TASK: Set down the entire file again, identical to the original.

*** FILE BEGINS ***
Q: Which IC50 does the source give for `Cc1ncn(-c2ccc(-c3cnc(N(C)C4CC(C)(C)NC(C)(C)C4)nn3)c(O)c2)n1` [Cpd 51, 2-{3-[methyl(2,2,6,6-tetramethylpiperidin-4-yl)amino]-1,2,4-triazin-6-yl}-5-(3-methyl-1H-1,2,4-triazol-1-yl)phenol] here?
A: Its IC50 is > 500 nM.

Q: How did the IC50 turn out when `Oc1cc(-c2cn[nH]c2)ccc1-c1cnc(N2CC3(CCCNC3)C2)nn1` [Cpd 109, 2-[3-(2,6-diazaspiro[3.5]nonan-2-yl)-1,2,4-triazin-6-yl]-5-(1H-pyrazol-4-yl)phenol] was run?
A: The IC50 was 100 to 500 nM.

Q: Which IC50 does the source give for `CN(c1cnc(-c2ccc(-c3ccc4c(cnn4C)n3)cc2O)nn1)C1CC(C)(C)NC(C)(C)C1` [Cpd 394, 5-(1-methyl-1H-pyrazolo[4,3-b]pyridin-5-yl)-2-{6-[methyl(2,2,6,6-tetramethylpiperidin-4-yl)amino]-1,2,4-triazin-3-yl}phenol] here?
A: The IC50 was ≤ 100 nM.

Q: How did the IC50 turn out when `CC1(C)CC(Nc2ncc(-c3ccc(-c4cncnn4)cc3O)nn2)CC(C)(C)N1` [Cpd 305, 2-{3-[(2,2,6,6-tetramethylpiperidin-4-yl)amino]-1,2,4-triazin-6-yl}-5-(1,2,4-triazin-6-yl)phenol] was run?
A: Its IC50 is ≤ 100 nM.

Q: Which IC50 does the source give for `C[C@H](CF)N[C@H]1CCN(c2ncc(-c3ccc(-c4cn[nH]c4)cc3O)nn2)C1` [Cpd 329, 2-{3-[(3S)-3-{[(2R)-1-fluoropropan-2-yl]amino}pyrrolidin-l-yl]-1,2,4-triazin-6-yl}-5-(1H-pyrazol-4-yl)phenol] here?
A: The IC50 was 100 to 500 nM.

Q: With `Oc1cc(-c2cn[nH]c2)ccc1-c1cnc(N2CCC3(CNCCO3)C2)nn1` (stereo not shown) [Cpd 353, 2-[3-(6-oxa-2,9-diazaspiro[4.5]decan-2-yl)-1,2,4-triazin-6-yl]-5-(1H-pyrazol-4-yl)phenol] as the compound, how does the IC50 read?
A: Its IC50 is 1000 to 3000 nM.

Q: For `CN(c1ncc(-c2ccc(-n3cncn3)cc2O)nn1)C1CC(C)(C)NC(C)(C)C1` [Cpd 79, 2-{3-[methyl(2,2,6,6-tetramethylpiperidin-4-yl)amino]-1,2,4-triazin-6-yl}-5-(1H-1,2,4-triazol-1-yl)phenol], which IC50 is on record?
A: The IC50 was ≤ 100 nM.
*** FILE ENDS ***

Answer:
Q: Which IC50 does the source give for `Cc1ncn(-c2ccc(-c3cnc(N(C)C4CC(C)(C)NC(C)(C)C4)nn3)c(O)c2)n1` [Cpd 51, 2-{3-[methyl(2,2,6,6-tetramethylpiperidin-4-yl)amino]-1,2,4-triazin-6-yl}-5-(3-methyl-1H-1,2,4-triazol-1-yl)phenol] here?
A: Its IC50 is > 500 nM.

Q: How did the IC50 turn out when `Oc1cc(-c2cn[nH]c2)ccc1-c1cnc(N2CC3(CCCNC3)C2)nn1` [Cpd 109, 2-[3-(2,6-diazaspiro[3.5]nonan-2-yl)-1,2,4-triazin-6-yl]-5-(1H-pyrazol-4-yl)phenol] was run?
A: The IC50 was 100 to 500 nM.

Q: Which IC50 does the source give for `CN(c1cnc(-c2ccc(-c3ccc4c(cnn4C)n3)cc2O)nn1)C1CC(C)(C)NC(C)(C)C1` [Cpd 394, 5-(1-methyl-1H-pyrazolo[4,3-b]pyridin-5-yl)-2-{6-[methyl(2,2,6,6-tetramethylpiperidin-4-yl)amino]-1,2,4-triazin-3-yl}phenol] here?
A: The IC50 was ≤ 100 nM.

Q: How did the IC50 turn out when `CC1(C)CC(Nc2ncc(-c3ccc(-c4cncnn4)cc3O)nn2)CC(C)(C)N1` [Cpd 305, 2-{3-[(2,2,6,6-tetramethylpiperidin-4-yl)amino]-1,2,4-triazin-6-yl}-5-(1,2,4-triazin-6-yl)phenol] was run?
A: Its IC50 is ≤ 100 nM.

Q: Which IC50 does the source give for `C[C@H](CF)N[C@H]1CCN(c2ncc(-c3ccc(-c4cn[nH]c4)cc3O)nn2)C1` [Cpd 329, 2-{3-[(3S)-3-{[(2R)-1-fluoropropan-2-yl]amino}pyrrolidin-l-yl]-1,2,4-triazin-6-yl}-5-(1H-pyrazol-4-yl)phenol] here?
A: The IC50 was 100 to 500 nM.

Q: With `Oc1cc(-c2cn[nH]c2)ccc1-c1cnc(N2CCC3(CNCCO3)C2)nn1` (stereo not shown) [Cpd 353, 2-[3-(6-oxa-2,9-diazaspiro[4.5]decan-2-yl)-1,2,4-triazin-6-yl]-5-(1H-pyrazol-4-yl)phenol] as the compound, how does the IC50 read?
A: Its IC50 is 1000 to 3000 nM.

Q: For `CN(c1ncc(-c2ccc(-n3cncn3)cc2O)nn1)C1CC(C)(C)NC(C)(C)C1` [Cpd 79, 2-{3-[methyl(2,2,6,6-tetramethylpiperidin-4-yl)amino]-1,2,4-triazin-6-yl}-5-(1H-1,2,4-triazol-1-yl)phenol], which IC50 is on record?
A: The IC50 was ≤ 100 nM.